Regarding proliferative status alone, oral and pharyngeal SCC with a high Ki-67 index can expand to reach an advanced T category and can invade the lymph nodes even in the absence or at a low level of VEGF-A expression. On the other hand, laryngeal SCC tends to expand locally and is less effective at invading the lymph nodes. This finding confirms the classic belief that tumor proliferative status can reflect the invasiveness and metastatic potential of a cancer cell. In addition, more recent publications8-12 suggest the predictive value of the proliferation marker for lymph node metastasis in many other tumor types. Few questions remain as to why oral and pharyngeal SCC with a high Ki-67 index could effectively invade the lymph nodes even at an early T category, whereas laryngeal SCC, despite expressing the same level of Ki-67, showed less lymphatic aggression. Differences in metastatic gene expression profiles25 and the density of preexisting lymphatic networks3 observed in these tumors3,25 could possibly determine the chance of lymph node metastasis.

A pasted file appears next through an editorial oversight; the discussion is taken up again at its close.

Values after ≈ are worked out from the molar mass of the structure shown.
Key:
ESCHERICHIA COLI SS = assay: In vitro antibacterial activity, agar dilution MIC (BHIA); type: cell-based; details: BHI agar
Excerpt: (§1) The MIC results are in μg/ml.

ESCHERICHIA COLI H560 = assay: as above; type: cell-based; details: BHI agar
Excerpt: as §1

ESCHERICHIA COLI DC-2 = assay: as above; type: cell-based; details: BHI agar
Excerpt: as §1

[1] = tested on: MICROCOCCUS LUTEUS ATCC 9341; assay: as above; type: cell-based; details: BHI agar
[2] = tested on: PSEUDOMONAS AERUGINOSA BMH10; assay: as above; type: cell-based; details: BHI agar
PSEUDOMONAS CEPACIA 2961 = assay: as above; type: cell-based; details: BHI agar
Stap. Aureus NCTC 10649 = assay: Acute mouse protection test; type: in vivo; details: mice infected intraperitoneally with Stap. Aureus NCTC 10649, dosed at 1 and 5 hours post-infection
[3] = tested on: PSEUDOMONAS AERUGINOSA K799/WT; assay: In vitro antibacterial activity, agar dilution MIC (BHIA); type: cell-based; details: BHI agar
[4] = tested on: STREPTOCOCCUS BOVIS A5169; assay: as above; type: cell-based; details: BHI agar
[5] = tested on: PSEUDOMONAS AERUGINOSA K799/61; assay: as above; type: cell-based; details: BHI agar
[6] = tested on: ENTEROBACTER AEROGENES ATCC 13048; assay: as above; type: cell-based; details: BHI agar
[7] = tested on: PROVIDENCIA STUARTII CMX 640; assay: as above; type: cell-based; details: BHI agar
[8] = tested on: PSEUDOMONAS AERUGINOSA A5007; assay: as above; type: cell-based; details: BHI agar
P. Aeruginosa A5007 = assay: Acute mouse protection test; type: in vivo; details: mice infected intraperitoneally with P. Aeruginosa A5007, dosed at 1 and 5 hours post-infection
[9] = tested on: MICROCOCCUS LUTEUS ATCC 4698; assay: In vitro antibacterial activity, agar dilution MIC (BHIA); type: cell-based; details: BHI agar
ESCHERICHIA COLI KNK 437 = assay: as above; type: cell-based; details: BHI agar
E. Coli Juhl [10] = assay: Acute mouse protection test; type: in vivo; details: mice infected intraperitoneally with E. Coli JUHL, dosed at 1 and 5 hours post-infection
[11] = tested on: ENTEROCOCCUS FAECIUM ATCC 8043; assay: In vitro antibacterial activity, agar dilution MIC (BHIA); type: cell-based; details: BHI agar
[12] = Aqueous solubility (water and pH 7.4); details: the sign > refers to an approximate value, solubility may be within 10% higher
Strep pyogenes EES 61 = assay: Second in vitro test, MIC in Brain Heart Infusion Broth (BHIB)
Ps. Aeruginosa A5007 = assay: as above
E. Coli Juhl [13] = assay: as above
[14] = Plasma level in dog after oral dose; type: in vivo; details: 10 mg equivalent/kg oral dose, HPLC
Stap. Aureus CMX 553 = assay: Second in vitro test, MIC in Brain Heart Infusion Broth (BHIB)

Vascular endothelial growth factor A has been demonstrated to promote the growth of early cancer in in vivo models29,30 and clinical studies.31,32 Likewise, we also noted the same effect of VEGF-A on less proliferative tumor, which is usually observed at the early T category. Recently, VEGF-A has been shown to promote tumor lymphangiogenesis and lymph node metastasis in some tumor models, for example, chemical-induced skin cancer using a transgenic mouse model16 and the T241 fibrosarcoma xenograft.17 However, in the 293 ENBA tumor xenograft33 and the transgenic pancreatic tumor model,34 VEGF-A promotes neither lymphangiogenesis nor lymph node metastasis. Variables that determine whether VEGF-A is lymphangiogenic probably include the isoform of VEGF-A, the level of VEGF receptor 2 expression on lymphatic endothelium, and recruitment by VEGF-A of monocytes and macrophages that express VEGF-C/VEGF-D.13 O-charoenrat et al23 demonstrated the co-expression of VEGF-A (isoforms 121 and 165) and VEGF-C in association with N+ in HNSCC. More recent publications on gastric cancer,35 breast cancer,19 and lung adenocarcinoma36 also support this notion.